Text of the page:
Saturday, November 18, 2006


The Ovenbird, Seiurus aurocapillus, is a small songbird of the New World warbler family.

Ovenbirds are 14 cm long and weigh 18 g. They have white underparts streaked with black, and olive-brown upperparts. They have a white eye ring, pinkish legs and a thin pointed bill. They have an orange line on the top of the crown bordered on each side with dark brown.

Their breeding habitat is mature deciduous and mixed forests, especially sites with less undergrowth, across Canada and the eastern United States. The nest, the "oven", is a domed structure placed on the ground, woven from vegetation and with a side entrance. Both parents feed the young birds.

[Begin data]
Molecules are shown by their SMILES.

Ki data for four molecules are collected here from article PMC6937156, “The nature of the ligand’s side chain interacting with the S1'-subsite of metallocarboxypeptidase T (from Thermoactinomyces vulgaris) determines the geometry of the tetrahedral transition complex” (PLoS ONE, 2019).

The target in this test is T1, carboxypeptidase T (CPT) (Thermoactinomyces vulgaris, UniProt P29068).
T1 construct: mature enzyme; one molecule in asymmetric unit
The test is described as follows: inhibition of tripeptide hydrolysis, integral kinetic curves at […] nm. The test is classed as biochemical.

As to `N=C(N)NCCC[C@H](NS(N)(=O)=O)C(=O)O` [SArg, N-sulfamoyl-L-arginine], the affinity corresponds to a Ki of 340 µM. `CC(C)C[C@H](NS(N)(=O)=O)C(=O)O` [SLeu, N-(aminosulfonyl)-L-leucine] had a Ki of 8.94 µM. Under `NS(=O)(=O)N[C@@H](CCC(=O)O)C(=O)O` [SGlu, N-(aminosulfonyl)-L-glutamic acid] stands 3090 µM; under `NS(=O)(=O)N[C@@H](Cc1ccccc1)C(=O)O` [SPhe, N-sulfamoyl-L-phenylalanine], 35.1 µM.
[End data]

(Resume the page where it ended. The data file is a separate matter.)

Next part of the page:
Ovenbirds migrate to the southeastern United States, the West Indies,and from Mexico to northern South America.

This bird seems just capable of crossing the Atlantic, since there have been a handful of records in Norway, Ireland and Great Britain, but half of the six finds were of dead birds. A live Ovenbird on St Mary's, Isles of Scilly in October 2004 had to be taken into care.

They forage on the ground in dead leaves, sometimes hovering or catching insects in flight. This bird frequently tilts its tail up while walking. These birds mainly eat insects, spiders and snails, also seeds in winter.

The song of the Ovenbird is a loud teacher-teacher-teacher. The syllables can also be reversed, producing the pattern erteach-erteach-erteach. The call is a dry chut.

The Ovenbird is vulnerable to nest parasitism by the Brown-headed Cowbird, but its numbers appear to be stable.